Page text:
Listed Building

The only legal part of the listing under the Planning (Listing Buildings and Conservation Areas) (Scotland) Act 1997 is the address/name of site. Addresses and building names may have changed since the date of listing – see 'About Listed Buildings' below for more information. The further details below the 'Address/Name of Site' are provided for information purposes only.

Address/Name of Site


Status: Designated


There are no additional online documents for this record.


Group Category Details
100000020 - (See Notes)
Date Added
Local Authority
Scottish Borders
Planning Authority
Scottish Borders
NT 50460 15080
350460, 615080


James Pearson Alison, 1902. 3-storey and attic, roughly 3-bay, symmetrical, gabled block comprising commercial accommodation at ground floor and living accommodation above, with Dutch-inspired Arts and Crafts detailing. Stugged, squared, coursed red sandstone with polished ashlar dressings. Deep ground-floor cornice. Chamfered window margins. Central 2-storey projection with shop window at ground floor, stone-mullioned bipartite window at 1st floor and curved parapet. Stone steps to timber-boarded, half-glazed (small-pane to left, oval to right) doors in stop-chamfered, moulded surrounds with depressed-arched multi-pane fanlights in outer bays, labelled 'STUDIO' (left) and 'HOUSE' (right). 2 tripartite, stone-mullioned windows to 2nd floor; arrowslit attic window in apex of gable.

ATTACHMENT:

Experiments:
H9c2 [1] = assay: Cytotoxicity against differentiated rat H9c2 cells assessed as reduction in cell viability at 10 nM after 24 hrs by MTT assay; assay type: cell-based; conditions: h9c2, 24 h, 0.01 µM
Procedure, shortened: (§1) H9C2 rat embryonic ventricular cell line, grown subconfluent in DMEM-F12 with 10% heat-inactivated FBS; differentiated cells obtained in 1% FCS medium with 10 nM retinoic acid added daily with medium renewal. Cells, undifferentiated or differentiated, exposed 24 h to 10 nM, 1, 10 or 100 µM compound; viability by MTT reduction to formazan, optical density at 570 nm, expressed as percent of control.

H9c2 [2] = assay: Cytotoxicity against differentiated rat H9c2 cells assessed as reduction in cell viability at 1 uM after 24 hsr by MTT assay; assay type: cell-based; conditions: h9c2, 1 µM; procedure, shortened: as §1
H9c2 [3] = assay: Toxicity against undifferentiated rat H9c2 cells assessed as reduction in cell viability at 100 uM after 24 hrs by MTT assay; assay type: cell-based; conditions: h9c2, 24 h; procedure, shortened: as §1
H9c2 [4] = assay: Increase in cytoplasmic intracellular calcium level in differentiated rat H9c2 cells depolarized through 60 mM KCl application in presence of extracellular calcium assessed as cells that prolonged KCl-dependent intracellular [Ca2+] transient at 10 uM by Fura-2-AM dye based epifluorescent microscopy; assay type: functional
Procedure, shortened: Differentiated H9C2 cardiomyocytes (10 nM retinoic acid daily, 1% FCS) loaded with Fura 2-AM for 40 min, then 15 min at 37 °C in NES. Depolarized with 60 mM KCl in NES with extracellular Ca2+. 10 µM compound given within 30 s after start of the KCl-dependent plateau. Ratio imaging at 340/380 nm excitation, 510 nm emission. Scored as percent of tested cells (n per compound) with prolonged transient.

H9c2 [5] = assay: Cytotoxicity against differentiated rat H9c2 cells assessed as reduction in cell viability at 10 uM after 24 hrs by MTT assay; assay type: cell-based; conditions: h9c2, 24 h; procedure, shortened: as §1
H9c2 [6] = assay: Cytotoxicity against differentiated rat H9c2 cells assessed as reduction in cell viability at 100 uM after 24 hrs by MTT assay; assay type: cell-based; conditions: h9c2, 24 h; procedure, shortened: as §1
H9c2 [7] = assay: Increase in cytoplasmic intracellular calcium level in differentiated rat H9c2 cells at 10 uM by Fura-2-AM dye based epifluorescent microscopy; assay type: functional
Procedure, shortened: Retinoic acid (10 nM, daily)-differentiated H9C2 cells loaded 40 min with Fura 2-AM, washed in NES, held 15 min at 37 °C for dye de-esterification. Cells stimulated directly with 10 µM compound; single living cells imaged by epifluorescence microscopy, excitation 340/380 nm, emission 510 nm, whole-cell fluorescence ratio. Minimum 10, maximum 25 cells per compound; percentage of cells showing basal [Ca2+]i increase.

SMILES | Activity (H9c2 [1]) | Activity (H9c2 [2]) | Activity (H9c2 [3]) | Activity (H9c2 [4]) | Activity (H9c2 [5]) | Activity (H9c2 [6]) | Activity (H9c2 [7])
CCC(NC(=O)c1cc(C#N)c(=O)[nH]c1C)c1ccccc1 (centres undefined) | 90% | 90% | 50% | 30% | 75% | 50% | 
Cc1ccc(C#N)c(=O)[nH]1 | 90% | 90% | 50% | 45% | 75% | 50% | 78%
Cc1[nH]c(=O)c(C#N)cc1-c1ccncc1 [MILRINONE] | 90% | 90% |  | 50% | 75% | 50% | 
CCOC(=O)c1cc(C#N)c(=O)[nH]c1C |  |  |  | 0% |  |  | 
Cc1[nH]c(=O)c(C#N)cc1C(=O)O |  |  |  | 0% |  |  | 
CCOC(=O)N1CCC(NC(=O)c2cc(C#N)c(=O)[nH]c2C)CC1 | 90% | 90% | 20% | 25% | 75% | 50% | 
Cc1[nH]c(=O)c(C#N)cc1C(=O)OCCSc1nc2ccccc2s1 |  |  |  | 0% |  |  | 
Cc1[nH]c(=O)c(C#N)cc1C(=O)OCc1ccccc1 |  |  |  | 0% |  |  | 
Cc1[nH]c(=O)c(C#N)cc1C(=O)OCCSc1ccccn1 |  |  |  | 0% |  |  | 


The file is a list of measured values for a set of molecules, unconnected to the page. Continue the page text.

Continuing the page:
Fixed-pane glazing to ground-floor display window; plate glass in timber sash and case windows at 1st floor; non-traditional uPVC windows above. Grey slate roof with metal ridge. Ashlar-coped skews. Corniced ridge stacks with circular red clay cans. Cast-iron rainwater goods with decorative hopper.

INTERIOR: 4 slender metal columns supporting roof of former photographic studio at ground floor to rear (see NOTES). Some 2-panel timber doors to ground floor. Polychrome ceramic floor tiles in geometric pattern to lobby of 'House'; timber stair to 1st floor; some decorative cornices and servants' bell indicator at 1st floor; timber stair with square timber balusters, fretted slats, square newels and polished timber handrail to upper storeys; small cast-iron chimneypiece at 2nd floor.